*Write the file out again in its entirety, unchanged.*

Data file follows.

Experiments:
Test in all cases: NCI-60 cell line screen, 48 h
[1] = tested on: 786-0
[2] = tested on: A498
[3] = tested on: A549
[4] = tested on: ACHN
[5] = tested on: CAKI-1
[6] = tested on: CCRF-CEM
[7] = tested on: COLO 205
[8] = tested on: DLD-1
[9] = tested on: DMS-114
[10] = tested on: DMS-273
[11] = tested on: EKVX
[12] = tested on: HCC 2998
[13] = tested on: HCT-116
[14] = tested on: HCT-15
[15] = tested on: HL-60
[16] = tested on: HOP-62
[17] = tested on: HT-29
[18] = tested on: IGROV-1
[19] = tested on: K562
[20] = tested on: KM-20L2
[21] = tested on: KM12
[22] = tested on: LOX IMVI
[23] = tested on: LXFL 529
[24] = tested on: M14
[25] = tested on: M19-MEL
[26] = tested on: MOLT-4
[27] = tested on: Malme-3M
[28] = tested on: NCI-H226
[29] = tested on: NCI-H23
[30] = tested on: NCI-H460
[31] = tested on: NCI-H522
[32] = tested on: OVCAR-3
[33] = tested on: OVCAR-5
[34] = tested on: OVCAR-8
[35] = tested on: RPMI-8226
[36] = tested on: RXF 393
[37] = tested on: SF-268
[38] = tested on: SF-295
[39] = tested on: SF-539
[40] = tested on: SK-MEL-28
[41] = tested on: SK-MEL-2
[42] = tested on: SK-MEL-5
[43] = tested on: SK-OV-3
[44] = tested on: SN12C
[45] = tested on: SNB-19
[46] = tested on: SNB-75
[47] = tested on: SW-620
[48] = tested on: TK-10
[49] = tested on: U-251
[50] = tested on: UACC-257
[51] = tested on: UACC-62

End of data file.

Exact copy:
Experiments:
Test in all cases: NCI-60 cell line screen, 48 h
[1] = tested on: 786-0
[2] = tested on: A498
[3] = tested on: A549
[4] = tested on: ACHN
[5] = tested on: CAKI-1
[6] = tested on: CCRF-CEM
[7] = tested on: COLO 205
[8] = tested on: DLD-1
[9] = tested on: DMS-114
[10] = tested on: DMS-273
[11] = tested on: EKVX
[12] = tested on: HCC 2998
[13] = tested on: HCT-116
[14] = tested on: HCT-15
[15] = tested on: HL-60
[16] = tested on: HOP-62
[17] = tested on: HT-29
[18] = tested on: IGROV-1
[19] = tested on: K562
[20] = tested on: KM-20L2
[21] = tested on: KM12
[22] = tested on: LOX IMVI
[23] = tested on: LXFL 529
[24] = tested on: M14
[25] = tested on: M19-MEL
[26] = tested on: MOLT-4
[27] = tested on: Malme-3M
[28] = tested on: NCI-H226
[29] = tested on: NCI-H23
[30] = tested on: NCI-H460
[31] = tested on: NCI-H522
[32] = tested on: OVCAR-3
[33] = tested on: OVCAR-5
[34] = tested on: OVCAR-8
[35] = tested on: RPMI-8226
[36] = tested on: RXF 393
[37] = tested on: SF-268
[38] = tested on: SF-295
[39] = tested on: SF-539
[40] = tested on: SK-MEL-28
[41] = tested on: SK-MEL-2
[42] = tested on: SK-MEL-5
[43] = tested on: SK-OV-3
[44] = tested on: SN12C
[45] = tested on: SNB-19
[46] = tested on: SNB-75
[47] = tested on: SW-620
[48] = tested on: TK-10
[49] = tested on: U-251
[50] = tested on: UACC-257
[51] = tested on: UACC-62